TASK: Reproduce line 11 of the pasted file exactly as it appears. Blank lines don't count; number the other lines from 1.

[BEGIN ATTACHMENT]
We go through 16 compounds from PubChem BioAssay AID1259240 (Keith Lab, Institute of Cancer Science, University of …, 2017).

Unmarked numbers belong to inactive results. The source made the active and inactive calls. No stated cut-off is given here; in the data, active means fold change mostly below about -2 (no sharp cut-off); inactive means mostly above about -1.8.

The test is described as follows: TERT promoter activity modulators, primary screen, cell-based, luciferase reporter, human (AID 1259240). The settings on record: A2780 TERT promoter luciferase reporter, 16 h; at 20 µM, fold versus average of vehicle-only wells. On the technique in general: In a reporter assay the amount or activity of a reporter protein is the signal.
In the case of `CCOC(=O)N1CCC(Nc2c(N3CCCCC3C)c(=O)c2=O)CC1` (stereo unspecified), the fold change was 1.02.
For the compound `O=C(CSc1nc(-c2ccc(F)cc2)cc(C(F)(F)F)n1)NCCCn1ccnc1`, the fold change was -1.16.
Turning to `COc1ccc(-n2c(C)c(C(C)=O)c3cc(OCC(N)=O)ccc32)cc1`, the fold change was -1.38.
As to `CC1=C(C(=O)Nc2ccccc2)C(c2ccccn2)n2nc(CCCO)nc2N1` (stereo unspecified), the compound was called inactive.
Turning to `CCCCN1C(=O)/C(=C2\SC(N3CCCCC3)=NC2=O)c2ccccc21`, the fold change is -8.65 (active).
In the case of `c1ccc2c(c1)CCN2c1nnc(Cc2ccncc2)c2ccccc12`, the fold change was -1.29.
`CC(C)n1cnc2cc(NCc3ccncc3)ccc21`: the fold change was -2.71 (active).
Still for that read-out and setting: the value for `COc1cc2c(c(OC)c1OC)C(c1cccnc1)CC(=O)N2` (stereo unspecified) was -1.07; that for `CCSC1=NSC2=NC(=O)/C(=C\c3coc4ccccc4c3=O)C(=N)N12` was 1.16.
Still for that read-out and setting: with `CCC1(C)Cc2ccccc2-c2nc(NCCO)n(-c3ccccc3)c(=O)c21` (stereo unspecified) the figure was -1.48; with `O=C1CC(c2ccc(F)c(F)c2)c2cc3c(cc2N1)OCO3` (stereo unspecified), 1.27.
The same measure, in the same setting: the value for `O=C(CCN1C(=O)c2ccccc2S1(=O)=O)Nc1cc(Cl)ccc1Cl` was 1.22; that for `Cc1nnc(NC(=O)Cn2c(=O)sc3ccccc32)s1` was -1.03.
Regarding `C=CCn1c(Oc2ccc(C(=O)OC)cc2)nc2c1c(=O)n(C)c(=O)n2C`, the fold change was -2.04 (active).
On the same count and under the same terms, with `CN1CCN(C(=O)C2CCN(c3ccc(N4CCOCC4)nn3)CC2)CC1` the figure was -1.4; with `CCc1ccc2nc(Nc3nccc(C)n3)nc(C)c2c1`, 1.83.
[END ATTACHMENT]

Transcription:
Still for that read-out and setting: the value for `COc1cc2c(c(OC)c1OC)C(c1cccnc1)CC(=O)N2` (stereo unspecified) was -1.07; that for `CCSC1=NSC2=NC(=O)/C(=C\c3coc4ccccc4c3=O)C(=N)N12` was 1.16.